Amazon Shoots for Netflix-Level Success with Original TV Shows

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Recent data from Nielsen show that traditional television watching has steadily declined since 2011 for all age groups except 65 and older as pay-TV has its market share eaten away by online streaming services like Netflix (NASDAQ:NFLX) and Hulu LLC. Amazon.com Inc. (NASDAQ:AMZN) is also pouring money into online TV streaming by investing in programming rights and even developing its own original shows.

Amazon’s streaming video service comes with its Amazon Prime membership, which, for $79 per year, gives members free two-day shipping. While Netflix outsources the production of its original series to studios like Lions Gate (NYSE:LGF), Amazon created Amazon Studios to produce its own shows like the upcoming comedy Betas.

According to a report from Bloomberg, Amazon is spending between $10 million and $50 million to produce the show, a comedy about a group of twenty-somethings in Silicon Valley trying to create a social media site to compete with Facebook (NASDAQ:FB). Amazon Studios is also working on another comedy, called Alpha House, that will star Bill Murray and John Goodman as it races to get Prime Instant Video to catch up with Netflix.

Netflix, which will report third-quarter earnings on Monday evening, has seen great success with its own original programming that includes shows like House of Cards, Orange Is the New Black, and Hemlock Grove. Several of Netflix’s original shows took home Emmy awards this year, including a best director win for David Fincher, who directed the political thriller House of Cards.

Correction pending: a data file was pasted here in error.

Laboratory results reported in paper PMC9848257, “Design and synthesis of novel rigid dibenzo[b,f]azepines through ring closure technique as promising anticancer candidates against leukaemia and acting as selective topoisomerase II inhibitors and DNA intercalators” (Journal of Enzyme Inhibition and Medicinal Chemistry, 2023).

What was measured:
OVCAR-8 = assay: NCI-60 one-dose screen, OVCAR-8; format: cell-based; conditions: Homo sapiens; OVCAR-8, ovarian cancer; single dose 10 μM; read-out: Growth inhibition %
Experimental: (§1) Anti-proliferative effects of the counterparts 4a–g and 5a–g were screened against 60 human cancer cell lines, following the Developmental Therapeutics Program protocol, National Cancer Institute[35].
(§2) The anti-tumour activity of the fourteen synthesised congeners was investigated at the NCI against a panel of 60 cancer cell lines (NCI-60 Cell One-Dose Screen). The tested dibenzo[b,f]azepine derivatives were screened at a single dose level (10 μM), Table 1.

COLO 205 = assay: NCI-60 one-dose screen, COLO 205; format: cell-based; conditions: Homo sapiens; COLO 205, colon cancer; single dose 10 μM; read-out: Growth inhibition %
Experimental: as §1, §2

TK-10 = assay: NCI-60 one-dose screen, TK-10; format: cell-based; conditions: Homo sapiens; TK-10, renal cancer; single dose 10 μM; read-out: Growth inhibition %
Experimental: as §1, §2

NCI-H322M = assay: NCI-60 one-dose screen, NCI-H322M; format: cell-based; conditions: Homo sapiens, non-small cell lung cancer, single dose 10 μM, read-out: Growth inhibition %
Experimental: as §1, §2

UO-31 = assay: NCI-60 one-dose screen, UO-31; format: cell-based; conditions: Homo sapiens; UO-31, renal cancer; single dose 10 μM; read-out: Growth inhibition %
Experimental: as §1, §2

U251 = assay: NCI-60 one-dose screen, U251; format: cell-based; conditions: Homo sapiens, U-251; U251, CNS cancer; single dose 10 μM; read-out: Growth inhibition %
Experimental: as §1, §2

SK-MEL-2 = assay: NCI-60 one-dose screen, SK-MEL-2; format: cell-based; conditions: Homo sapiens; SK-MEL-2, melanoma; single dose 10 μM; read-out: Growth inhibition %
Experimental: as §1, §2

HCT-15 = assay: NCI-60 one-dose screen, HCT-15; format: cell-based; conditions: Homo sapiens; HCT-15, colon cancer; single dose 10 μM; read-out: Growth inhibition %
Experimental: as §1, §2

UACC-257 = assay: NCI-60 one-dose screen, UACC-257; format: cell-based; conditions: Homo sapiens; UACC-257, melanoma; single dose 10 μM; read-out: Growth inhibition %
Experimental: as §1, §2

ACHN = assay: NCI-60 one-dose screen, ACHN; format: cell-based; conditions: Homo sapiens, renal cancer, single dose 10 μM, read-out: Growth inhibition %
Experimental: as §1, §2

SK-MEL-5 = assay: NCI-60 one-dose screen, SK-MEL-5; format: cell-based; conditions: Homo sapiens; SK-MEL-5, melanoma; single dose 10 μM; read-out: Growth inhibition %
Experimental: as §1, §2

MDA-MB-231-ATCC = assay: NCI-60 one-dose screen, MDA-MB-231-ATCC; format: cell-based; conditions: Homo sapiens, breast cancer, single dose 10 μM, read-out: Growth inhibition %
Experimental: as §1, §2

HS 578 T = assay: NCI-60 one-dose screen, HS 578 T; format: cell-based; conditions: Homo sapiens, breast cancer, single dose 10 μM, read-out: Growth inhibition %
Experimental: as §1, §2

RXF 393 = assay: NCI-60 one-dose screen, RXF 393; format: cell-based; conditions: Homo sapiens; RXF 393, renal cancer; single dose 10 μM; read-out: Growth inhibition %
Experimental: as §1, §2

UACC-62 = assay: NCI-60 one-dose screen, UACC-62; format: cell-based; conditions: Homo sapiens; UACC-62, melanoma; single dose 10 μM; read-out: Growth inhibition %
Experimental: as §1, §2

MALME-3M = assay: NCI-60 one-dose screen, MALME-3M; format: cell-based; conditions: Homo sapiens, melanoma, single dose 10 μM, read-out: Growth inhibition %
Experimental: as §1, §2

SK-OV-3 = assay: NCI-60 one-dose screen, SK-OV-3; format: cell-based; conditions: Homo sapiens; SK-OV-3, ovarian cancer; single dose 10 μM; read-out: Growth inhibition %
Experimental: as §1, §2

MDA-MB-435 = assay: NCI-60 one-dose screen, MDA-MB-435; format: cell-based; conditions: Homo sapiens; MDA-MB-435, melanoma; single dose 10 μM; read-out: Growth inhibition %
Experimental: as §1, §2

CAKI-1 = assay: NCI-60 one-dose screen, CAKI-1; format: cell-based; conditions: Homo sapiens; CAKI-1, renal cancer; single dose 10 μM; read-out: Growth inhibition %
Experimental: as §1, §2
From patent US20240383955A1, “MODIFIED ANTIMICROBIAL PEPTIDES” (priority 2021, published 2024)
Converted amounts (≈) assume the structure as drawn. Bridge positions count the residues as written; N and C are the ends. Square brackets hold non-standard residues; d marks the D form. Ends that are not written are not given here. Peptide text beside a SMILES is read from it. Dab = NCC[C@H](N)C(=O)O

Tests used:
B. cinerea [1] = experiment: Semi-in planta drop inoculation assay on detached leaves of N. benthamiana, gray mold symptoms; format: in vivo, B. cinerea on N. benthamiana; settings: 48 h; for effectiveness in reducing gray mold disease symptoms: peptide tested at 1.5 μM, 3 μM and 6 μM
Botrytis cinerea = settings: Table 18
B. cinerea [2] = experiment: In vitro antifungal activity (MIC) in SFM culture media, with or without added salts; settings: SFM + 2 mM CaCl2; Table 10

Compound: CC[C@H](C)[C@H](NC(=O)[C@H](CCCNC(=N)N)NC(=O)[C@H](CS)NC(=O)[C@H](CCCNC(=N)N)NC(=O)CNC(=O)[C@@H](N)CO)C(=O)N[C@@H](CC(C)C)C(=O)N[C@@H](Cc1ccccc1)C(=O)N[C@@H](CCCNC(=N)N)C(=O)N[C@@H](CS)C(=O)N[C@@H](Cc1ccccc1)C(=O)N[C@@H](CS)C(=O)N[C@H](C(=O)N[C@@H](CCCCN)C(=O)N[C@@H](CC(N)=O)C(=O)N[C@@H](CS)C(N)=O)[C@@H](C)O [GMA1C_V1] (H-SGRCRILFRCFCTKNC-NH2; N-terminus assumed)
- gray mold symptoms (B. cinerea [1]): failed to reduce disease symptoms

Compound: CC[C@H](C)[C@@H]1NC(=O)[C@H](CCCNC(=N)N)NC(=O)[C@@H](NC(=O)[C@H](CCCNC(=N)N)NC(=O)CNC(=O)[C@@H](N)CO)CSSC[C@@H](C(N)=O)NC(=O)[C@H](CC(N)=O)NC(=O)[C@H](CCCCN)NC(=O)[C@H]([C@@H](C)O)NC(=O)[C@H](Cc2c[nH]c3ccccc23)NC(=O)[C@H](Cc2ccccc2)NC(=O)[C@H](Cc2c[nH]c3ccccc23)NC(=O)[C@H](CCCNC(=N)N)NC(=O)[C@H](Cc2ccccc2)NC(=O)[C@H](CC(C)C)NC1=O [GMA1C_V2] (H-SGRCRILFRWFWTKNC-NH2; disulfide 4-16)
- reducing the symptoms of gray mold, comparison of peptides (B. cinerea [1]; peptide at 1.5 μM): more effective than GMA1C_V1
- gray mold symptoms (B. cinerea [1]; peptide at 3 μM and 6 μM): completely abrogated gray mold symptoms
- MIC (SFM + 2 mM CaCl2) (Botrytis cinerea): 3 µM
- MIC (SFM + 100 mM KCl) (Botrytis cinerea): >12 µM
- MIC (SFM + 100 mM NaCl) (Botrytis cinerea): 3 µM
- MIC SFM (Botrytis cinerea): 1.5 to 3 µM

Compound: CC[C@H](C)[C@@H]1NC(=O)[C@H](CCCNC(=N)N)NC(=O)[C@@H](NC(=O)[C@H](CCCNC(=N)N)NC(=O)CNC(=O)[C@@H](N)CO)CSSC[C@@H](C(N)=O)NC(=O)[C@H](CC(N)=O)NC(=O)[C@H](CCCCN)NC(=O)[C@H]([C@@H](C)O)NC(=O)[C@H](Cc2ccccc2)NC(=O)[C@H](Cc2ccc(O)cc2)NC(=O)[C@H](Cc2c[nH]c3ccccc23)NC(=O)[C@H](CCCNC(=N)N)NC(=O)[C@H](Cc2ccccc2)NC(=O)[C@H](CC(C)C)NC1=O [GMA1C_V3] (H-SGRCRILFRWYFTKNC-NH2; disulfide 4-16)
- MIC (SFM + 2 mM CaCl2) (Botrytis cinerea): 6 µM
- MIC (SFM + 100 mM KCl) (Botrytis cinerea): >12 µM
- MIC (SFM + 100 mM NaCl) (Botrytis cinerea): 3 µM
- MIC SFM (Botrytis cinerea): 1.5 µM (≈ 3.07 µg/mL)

Amazon will definitely have its work cut out for it in trying to catch up with Netflix, which has seen its viewership grow at incredible rates. Recent research from TDG forecast that the streaming service’s viewing hours will reach 13 billion hours by the end of this year, and double that figure by 2018.

According to the Bloomberg report, Amazon has five shows currently in production: three children’s shows in addition to the aforementioned comedies. Amazon is trying to carve out a niche by creating a kid-friendly TV streaming space. The site is also taking ample advantage of online user feedback by asking viewers to leave comments on the pilot episodes of shows the site is thinking about producing. Amazon can receive much more detailed feedback from viewers than traditional TV, and the company uses that feedback to decide which pilots it will turn into series.

Amazon also uses Prime Instant Video to promote purchases from its e-commerce site. Bloomberg pointed out that Amazon doesn’t release data on whether it makes money from its original shows, but even if the company doesn’t, the site could profit from users spending time and making purchases on Amazon while accessing the site to watch the shows. Amazon has said that, unlike Netflix, it will release one episode per week of its original shows, rather than putting them out an entire season at a time, in order to repeatedly entice viewers back to the site.

Meanwhile, an Amazon TV set-top box may be ready for purchase by the holidays. The rumored set-top box would be used to promote Prime Instant Video and the e-commerce site, but would need to offer Netflix as an app if it expects to compete with rivals like Roku or Apple (NASDAQ:AAPL) TV.

Follow Jacqueline on Twitter @Jacqui_WSCS

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